Nestled amongst the carbon fiber hulls, sleek silhouettes and gorgeous cherry wood trims in the Canoeroots garage, the Discovery 169 stands alone. It’s a little thicker around the middle, a bit more chunky in its trim. Certainly, at 91 pounds, it’s one of the “bigger-boned” tandems we’ve ever tested.
Some might be tempted to pass over this husky polyethylene tripper in favor of a slimmer and sexier option—but we wouldn’t. The venerable Discovery 169 is perfect for your next family expedition. Here’s why.
Renowned for the last three decades for its versatility and durability, the Discovery 169 is favored by Scout camps, outfitters, trippers and recreational paddlers who want to paddle far, bring lots of gear and forget about babying their precious boats.
You might already know how this boat handles because it seems like everyone has paddled the Disco at least once. If so, it’s just as you remember: agile, stable and easy to handle. Its stable shallow-arch hull and 37-inch beam ensure the family hound and kids can throw themselves side-to-side wildly with barely a wobble. And measuring just under 17 feet, it maintains good hull speed once you get it going and the bow slices nicely through the water with efficient glide. Thanks to moderate rocker, it’s easily maneuverable.
If you need carrying capacity, the Disco has it in spades. Rated to carry a max of 1,400 pounds, we don’t think we could ever carry enough gear and passengers to sink it. Best yet, the flat and fat plastic gunwales might be the best we’ve ever perched on for an epic bob-off. The kids will love it.
The Discovery series debuted in 1984, but its origins are traced back a further six years to when Old Town created the Old Town Tripper in Royalex in 1978—at the time a state-of-the-art canoe.
Following the famous stunt in which Old Town threw a Royalex Tripper off their factory rooftop to prove the new boat was nearly unbreakable, the team designed a new even heavier-duty material in three-layer polyethylene. “They took the Tripper design, and basically made the same hull in three-layer polyethylene and called it the Discovery,” says Old Town rep Scott Phillips of the Discovery’s origin story. While accessories and seating arrangements have been updated and the series is now offered in five differently sized models, the hull itself hasn’t changed much, he adds.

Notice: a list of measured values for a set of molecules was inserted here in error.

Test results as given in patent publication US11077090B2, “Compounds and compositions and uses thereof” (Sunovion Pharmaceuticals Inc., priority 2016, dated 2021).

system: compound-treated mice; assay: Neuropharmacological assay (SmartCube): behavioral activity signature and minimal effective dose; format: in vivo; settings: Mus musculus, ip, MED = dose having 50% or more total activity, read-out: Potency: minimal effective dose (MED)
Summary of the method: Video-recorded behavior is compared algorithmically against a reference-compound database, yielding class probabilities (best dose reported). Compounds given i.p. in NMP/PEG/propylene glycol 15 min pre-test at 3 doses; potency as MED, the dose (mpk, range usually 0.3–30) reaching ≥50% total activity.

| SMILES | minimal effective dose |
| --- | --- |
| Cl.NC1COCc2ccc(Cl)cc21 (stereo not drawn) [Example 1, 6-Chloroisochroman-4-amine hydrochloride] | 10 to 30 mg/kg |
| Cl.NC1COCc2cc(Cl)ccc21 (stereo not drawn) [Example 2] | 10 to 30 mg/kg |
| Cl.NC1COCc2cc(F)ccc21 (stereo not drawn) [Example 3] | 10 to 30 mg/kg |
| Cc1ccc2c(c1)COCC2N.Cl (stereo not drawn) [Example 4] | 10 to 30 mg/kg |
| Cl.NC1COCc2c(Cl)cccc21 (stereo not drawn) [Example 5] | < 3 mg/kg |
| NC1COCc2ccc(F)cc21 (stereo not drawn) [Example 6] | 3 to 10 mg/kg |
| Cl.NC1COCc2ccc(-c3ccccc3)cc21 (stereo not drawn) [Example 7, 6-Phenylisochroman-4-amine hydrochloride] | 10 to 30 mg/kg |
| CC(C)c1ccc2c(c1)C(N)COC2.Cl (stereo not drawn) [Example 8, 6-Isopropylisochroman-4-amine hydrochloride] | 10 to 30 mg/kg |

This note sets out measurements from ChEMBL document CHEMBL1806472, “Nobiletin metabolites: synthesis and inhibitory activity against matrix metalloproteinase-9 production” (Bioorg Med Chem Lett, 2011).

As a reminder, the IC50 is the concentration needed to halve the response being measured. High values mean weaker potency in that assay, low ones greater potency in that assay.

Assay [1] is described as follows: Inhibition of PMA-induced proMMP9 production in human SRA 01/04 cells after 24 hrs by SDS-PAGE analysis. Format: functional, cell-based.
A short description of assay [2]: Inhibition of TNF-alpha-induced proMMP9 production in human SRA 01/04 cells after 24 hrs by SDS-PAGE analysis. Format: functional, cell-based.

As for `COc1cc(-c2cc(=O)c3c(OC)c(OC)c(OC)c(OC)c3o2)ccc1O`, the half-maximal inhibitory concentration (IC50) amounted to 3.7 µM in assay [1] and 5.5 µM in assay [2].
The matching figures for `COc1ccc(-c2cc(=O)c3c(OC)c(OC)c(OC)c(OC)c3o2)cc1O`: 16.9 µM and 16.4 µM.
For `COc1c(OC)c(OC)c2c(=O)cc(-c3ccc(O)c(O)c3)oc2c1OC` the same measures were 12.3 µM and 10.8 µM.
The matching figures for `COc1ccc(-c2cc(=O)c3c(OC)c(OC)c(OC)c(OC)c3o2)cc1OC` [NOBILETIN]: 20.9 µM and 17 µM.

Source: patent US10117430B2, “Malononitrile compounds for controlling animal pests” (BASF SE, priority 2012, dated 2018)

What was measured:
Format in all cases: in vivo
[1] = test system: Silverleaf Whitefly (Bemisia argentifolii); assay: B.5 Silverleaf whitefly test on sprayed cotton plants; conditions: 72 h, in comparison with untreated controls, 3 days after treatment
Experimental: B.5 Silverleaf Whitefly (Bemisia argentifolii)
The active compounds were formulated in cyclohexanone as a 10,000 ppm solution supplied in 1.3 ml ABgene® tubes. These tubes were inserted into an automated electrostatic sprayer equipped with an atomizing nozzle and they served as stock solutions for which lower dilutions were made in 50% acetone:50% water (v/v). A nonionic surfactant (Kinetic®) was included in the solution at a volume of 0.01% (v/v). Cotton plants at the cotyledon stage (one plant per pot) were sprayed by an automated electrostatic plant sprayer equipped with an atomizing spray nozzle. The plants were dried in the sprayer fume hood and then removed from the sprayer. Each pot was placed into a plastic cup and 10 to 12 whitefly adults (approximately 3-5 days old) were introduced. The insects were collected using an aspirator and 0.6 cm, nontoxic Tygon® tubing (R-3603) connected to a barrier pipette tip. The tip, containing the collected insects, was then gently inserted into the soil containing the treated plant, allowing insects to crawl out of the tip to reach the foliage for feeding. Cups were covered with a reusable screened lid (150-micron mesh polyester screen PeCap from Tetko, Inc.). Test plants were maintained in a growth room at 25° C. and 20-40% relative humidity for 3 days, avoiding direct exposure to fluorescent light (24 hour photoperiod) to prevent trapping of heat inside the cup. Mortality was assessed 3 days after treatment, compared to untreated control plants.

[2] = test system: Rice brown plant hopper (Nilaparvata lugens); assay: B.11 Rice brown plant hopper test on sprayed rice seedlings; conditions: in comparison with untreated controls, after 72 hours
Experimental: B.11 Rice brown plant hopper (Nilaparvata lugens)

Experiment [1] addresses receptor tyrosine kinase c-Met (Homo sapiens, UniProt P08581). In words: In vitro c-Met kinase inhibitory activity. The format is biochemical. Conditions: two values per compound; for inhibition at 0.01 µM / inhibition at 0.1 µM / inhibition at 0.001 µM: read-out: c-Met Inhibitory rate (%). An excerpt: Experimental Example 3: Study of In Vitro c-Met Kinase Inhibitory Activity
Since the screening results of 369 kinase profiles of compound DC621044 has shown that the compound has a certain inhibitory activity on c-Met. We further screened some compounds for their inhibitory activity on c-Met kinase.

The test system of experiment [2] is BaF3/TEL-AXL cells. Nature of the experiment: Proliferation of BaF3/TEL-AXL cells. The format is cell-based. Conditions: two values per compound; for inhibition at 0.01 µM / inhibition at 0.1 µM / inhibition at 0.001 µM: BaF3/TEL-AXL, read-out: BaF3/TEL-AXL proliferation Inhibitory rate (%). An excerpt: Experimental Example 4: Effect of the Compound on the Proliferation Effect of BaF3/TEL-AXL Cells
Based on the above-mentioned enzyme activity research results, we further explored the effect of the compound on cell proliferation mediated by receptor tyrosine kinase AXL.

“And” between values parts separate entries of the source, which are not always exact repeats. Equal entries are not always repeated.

That tough-as-nails three-layer construction is a sandwich comprised of closed cell foam surrounded by layers of high-density linear polyethylene. No worries about running up on shore or bumping rocks downriver—the Discovery can take a beating.
In fact, we see many from the ‘80s still on the water today. By now, many paddlers have long since altered the model name on the bow, scratching off letters until it simply reads, Disco ‘69. “The jury is still out on how long these boats will last—they just keep going,” says Phillips.
With the loss of Royalex from the canoe market, Phillips adds there’s been renewed interest in the Discovery and its three-layer poly lay-up. “It’s the next best thing,” he argues. “The only thing Royalex hulls had over the three-layer poly was lighter weight. The Discovery is more durable, its abrasion resistance is better and it’s even less expensive.”
I wouldn’t be the first to volunteer to solo carry this heifer—especially without a dished yoke. We might opt for another canoe for a portage-heavy route, but on any other type of trip the Discovery’s carrying capacity and easy handling have won us over. With the Disco ‘69 there’s simply more to love.
WEIGHT: 91 lbs
CAPACITY: 1,400 lbs.
MATERIAL: Three-Layer Polyethylene
LEARN MORE: www.oldtowncanoe.com
This article was originally published in Canoeroots, Volume 15 • Issue 3. Read this issue.